Safety of Antidepressants During Breastfeeding: What the Research Says

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Breastfeeding offers numerous benefits for both mother and baby, but the use of antidepressants introduces considerations about the transfer of medication into breast milk and its effects on the infant.

The safety of antidepressants in breastfeeding can influence maternal decisions regarding treatment and infant feeding.

It is vital to discuss antidepressants and breastfeeding with your healthcare professional of GP.

Classes of Antidepressants

Selective Serotonin Reuptake Inhibitors (SSRIs)

  • Fluoxetine (Prozac): Fluoxetine has a relatively long half-life and is present in breast milk at higher concentrations than other SSRIs. This can lead to higher infant exposure, but studies generally show it to be safe, with careful monitoring advised for irritability or feeding difficulties.
  • Sertraline (Zoloft): Considered one of the safest SSRIs during breastfeeding due to low levels in breast milk and minimal infant side effects. It is often the preferred choice.
  • Paroxetine (Paxil): Low levels in breast milk and minimal reported side effects in infants make it another preferred SSRI.
  • Citalopram (Celexa) and Escitalopram (Lexapro): These have moderate transfer into breast milk. While generally safe, higher doses of citalopram may require monitoring for somnolence or poor feeding in infants.

Serotonin-Norepinephrine Reuptake Inhibitors (SNRIs)

  • Venlafaxine (Effexor): It passes into breast milk and its metabolite can have higher exposure in the infant. Monitoring for side effects like irritability or poor feeding is recommended.
  • Duloxetine (Cymbalta): Limited data, but early studies suggest low levels in breast milk with minimal infant exposure, though more research is needed.

Tricyclic Antidepressants (TCAs)

  • Amitriptyline and Nortriptyline: These are present in breast milk at low levels and generally considered safe. Nortriptyline, in particular, is preferred due to lower sedation and fewer side effects.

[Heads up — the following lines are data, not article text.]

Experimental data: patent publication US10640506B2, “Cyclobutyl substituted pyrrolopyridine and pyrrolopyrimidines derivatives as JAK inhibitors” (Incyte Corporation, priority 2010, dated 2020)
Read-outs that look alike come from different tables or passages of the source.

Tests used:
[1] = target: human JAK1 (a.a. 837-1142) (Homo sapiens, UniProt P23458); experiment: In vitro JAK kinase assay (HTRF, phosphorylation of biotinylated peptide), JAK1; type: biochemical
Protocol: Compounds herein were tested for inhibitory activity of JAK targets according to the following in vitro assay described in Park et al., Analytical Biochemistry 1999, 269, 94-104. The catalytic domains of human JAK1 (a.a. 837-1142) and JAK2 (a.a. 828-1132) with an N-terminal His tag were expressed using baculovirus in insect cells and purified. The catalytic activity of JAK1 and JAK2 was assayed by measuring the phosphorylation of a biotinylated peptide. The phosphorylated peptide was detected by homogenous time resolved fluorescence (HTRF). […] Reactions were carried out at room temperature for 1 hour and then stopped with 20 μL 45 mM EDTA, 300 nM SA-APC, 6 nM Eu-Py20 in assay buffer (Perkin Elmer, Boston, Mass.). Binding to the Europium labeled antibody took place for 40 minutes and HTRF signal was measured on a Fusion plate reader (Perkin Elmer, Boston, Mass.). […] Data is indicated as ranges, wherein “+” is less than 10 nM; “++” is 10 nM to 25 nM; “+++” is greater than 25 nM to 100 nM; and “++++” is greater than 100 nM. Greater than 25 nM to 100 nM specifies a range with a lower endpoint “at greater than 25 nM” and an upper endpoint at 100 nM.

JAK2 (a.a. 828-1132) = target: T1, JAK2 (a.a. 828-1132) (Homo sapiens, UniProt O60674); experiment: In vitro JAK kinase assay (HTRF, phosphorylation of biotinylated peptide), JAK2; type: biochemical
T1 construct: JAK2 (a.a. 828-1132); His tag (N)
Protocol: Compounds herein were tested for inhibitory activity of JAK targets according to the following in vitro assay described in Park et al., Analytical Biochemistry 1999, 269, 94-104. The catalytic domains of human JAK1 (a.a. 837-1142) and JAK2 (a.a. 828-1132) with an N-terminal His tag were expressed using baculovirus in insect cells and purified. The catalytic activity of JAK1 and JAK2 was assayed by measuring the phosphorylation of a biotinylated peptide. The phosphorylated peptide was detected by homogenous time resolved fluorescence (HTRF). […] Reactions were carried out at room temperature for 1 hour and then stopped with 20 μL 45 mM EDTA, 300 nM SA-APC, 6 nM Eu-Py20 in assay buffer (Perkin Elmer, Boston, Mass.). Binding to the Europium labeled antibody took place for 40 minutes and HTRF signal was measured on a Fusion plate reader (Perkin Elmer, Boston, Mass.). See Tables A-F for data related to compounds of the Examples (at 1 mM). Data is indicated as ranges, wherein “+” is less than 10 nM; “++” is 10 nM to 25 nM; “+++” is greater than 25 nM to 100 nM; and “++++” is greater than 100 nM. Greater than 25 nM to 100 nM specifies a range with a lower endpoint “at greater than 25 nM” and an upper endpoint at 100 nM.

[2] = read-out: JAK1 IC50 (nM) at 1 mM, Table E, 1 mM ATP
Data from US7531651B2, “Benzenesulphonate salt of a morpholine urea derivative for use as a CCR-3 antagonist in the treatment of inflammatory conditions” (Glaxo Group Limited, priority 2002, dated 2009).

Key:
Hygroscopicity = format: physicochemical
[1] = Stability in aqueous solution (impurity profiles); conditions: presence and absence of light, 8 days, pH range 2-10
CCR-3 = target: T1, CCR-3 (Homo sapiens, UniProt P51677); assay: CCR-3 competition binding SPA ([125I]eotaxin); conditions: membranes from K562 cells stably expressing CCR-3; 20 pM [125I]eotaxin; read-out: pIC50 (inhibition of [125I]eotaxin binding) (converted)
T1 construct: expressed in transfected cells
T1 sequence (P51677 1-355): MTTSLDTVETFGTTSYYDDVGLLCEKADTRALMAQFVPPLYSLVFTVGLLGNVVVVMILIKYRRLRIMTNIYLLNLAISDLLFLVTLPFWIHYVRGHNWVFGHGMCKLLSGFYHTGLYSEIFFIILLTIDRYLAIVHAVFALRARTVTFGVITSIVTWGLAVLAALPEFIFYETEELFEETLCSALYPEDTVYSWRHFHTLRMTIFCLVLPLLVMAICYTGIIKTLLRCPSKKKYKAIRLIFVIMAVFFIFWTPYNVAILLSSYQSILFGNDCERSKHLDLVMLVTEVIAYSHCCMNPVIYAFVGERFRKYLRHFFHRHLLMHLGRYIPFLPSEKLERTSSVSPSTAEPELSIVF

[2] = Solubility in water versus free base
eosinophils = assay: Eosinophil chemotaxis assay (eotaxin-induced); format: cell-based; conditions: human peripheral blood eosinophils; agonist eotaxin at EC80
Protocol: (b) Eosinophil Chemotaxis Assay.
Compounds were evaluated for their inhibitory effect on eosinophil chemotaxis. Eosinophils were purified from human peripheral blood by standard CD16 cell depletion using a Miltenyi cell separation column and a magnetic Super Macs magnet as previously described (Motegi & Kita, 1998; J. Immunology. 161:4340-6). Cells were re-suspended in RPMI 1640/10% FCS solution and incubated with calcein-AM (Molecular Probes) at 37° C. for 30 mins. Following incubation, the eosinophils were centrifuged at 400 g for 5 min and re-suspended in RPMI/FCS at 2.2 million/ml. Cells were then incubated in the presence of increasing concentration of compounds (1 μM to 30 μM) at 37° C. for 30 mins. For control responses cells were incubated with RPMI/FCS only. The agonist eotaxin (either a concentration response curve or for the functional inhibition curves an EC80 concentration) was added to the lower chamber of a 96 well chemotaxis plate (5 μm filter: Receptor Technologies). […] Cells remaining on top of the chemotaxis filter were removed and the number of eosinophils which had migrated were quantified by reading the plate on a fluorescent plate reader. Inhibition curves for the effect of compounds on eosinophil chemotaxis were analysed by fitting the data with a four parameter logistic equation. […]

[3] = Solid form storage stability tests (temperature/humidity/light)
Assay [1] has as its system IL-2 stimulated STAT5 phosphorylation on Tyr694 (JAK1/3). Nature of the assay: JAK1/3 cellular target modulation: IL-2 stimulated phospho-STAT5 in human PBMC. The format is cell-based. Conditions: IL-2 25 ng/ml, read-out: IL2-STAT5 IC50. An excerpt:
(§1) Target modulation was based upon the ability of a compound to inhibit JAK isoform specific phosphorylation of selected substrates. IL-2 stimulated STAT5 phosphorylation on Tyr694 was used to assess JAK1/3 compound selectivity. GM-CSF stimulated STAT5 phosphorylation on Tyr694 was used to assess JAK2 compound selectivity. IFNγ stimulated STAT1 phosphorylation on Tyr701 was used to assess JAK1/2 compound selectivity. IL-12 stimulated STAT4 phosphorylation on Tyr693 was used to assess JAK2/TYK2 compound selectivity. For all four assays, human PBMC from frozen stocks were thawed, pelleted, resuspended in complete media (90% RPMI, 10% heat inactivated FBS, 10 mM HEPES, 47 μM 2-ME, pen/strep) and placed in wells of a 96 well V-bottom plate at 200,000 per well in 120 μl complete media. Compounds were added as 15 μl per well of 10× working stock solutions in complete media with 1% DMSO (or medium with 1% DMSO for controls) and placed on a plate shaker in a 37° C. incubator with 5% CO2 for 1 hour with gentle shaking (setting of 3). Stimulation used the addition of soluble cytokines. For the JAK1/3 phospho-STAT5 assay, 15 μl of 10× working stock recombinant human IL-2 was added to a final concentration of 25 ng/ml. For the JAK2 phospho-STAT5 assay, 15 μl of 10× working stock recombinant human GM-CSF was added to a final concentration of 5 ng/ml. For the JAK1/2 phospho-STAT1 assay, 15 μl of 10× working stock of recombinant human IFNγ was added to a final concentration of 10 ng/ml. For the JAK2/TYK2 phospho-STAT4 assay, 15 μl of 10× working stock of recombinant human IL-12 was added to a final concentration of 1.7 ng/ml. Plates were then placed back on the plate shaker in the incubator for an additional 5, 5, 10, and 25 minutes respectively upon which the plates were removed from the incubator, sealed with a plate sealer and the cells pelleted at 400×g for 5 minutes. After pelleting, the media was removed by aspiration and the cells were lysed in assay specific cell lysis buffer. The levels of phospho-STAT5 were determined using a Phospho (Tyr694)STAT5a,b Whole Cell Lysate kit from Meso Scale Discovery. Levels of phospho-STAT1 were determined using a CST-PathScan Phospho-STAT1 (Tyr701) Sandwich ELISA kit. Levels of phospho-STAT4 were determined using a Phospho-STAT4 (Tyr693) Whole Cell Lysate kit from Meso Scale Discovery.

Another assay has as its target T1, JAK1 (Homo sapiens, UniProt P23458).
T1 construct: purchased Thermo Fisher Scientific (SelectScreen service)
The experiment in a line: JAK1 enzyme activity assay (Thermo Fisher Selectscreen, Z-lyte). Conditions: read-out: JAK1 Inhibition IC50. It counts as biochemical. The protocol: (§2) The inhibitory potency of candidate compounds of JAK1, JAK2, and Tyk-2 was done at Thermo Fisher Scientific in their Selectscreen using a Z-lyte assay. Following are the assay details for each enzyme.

• Clomipramine: Higher levels in breast milk suggest caution, and monitoring for signs of sedation or poor feeding in infants is advised.

Monoamine Oxidase Inhibitors (MAOIs)

  • Phenelzine (Nardil): Very limited data and potential for serious side effects make MAOIs generally not recommended during breastfeeding.

Atypical Antidepressants

  • Bupropion (Wellbutrin): Low to moderate levels in breast milk. Some reports of seizure risks in infants, though these are rare. Generally considered with caution.
  • Mirtazapine (Remeron): Limited data but available studies show low transfer into breast milk. Some infants may experience sedation.

Research consistently shows that many commonly used antidepressants, particularly SSRIs like sertraline and paroxetine, are relatively safe during breastfeeding, with low levels of drug transfer into breast milk and minimal reported adverse effects in infants.

Babies exposed to antidepressants through breastfeeding should be monitored for adverse effects, including irritability, feeding difficulties, or sedation.

 Support and Guidance 

Consult with healthcare providers to weigh the risks and benefits of continuing antidepressants during breastfeeding.

Selecting antidepressants with the best safety profile for breastfeeding, such as sertraline or paroxetine, can minimise risks.

Adjusting doses and timing of medication intake to minimise infant exposure may also be considered.

For more information about the effects of antidepressants in breastfeeding, click here.



Further reading

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